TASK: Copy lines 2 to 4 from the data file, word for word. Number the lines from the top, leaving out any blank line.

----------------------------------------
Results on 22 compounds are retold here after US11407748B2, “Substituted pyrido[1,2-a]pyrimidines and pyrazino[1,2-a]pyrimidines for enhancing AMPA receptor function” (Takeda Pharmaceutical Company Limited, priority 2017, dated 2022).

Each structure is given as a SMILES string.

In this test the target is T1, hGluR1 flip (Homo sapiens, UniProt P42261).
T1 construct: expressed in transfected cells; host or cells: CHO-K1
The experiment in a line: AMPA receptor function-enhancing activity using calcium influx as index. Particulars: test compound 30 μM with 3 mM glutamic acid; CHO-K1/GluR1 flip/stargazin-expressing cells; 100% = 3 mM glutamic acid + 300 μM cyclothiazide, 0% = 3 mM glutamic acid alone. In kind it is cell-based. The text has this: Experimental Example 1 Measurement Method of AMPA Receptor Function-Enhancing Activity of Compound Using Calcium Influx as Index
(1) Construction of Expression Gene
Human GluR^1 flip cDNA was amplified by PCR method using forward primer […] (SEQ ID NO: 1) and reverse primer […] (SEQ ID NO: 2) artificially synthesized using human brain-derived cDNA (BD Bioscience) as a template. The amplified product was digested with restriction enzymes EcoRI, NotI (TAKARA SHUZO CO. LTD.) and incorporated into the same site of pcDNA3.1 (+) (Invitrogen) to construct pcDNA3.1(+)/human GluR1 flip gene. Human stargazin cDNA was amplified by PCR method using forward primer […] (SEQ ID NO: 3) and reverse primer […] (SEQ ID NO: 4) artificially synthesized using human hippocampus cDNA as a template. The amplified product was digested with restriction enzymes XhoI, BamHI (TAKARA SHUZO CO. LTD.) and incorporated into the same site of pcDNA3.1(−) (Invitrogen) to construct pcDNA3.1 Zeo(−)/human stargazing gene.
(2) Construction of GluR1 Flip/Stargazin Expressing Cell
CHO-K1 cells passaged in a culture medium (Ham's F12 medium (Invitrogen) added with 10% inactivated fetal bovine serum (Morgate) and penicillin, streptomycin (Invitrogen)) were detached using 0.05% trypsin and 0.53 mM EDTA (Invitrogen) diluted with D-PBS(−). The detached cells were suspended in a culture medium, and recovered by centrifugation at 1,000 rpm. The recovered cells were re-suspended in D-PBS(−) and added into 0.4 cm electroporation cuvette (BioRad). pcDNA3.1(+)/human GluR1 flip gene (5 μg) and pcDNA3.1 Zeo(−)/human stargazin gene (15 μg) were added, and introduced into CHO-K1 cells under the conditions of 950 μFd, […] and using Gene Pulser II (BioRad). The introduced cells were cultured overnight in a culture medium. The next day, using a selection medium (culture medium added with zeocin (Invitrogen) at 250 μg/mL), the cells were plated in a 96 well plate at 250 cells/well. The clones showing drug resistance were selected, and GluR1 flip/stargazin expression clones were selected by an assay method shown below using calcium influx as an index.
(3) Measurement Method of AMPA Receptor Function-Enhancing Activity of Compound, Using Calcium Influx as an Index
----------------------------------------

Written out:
Each structure is given as a SMILES string.

In this test the target is T1, hGluR1 flip (Homo sapiens, UniProt P42261).
T1 construct: expressed in transfected cells; host or cells: CHO-K1